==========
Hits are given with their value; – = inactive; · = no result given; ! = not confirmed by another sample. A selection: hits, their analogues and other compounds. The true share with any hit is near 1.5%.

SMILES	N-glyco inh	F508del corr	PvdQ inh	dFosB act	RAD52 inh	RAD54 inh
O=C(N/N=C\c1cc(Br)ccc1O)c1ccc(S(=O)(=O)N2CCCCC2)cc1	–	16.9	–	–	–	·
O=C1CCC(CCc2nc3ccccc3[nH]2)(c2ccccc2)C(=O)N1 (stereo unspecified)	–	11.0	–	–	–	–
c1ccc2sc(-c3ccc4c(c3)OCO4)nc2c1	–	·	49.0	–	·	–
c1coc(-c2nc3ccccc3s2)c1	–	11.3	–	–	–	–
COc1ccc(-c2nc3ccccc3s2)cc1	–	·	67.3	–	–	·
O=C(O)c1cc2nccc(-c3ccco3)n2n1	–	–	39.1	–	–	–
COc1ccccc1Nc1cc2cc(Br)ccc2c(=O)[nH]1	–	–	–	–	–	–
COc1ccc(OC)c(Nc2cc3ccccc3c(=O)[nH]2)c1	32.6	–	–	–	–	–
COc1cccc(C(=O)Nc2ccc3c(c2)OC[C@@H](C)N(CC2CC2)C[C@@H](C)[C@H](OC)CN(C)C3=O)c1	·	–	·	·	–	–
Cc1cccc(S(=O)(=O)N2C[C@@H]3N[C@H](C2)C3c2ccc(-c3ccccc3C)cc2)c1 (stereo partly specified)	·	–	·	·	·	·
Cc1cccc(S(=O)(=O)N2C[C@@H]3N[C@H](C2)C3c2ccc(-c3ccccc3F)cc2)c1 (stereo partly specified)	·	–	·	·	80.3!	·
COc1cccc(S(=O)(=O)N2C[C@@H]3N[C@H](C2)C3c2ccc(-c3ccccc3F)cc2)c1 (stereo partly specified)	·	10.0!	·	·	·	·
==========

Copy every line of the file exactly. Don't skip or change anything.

Hits are given with their value; – = inactive; · = no result given; ! = not confirmed by another sample. A selection: hits, their analogues and other compounds. The true share with any hit is near 1.5%.

SMILES	N-glyco inh	F508del corr	PvdQ inh	dFosB act	RAD52 inh	RAD54 inh
O=C(N/N=C\c1cc(Br)ccc1O)c1ccc(S(=O)(=O)N2CCCCC2)cc1	–	16.9	–	–	–	·
O=C1CCC(CCc2nc3ccccc3[nH]2)(c2ccccc2)C(=O)N1 (stereo unspecified)	–	11.0	–	–	–	–
c1ccc2sc(-c3ccc4c(c3)OCO4)nc2c1	–	·	49.0	–	·	–
c1coc(-c2nc3ccccc3s2)c1	–	11.3	–	–	–	–
COc1ccc(-c2nc3ccccc3s2)cc1	–	·	67.3	–	–	·
O=C(O)c1cc2nccc(-c3ccco3)n2n1	–	–	39.1	–	–	–
COc1ccccc1Nc1cc2cc(Br)ccc2c(=O)[nH]1	–	–	–	–	–	–
COc1ccc(OC)c(Nc2cc3ccccc3c(=O)[nH]2)c1	32.6	–	–	–	–	–
COc1cccc(C(=O)Nc2ccc3c(c2)OC[C@@H](C)N(CC2CC2)C[C@@H](C)[C@H](OC)CN(C)C3=O)c1	·	–	·	·	–	–
Cc1cccc(S(=O)(=O)N2C[C@@H]3N[C@H](C2)C3c2ccc(-c3ccccc3C)cc2)c1 (stereo partly specified)	·	–	·	·	·	·
Cc1cccc(S(=O)(=O)N2C[C@@H]3N[C@H](C2)C3c2ccc(-c3ccccc3F)cc2)c1 (stereo partly specified)	·	–	·	·	80.3!	·
COc1cccc(S(=O)(=O)N2C[C@@H]3N[C@H](C2)C3c2ccc(-c3ccccc3F)cc2)c1 (stereo partly specified)	·	10.0!	·	·	·	·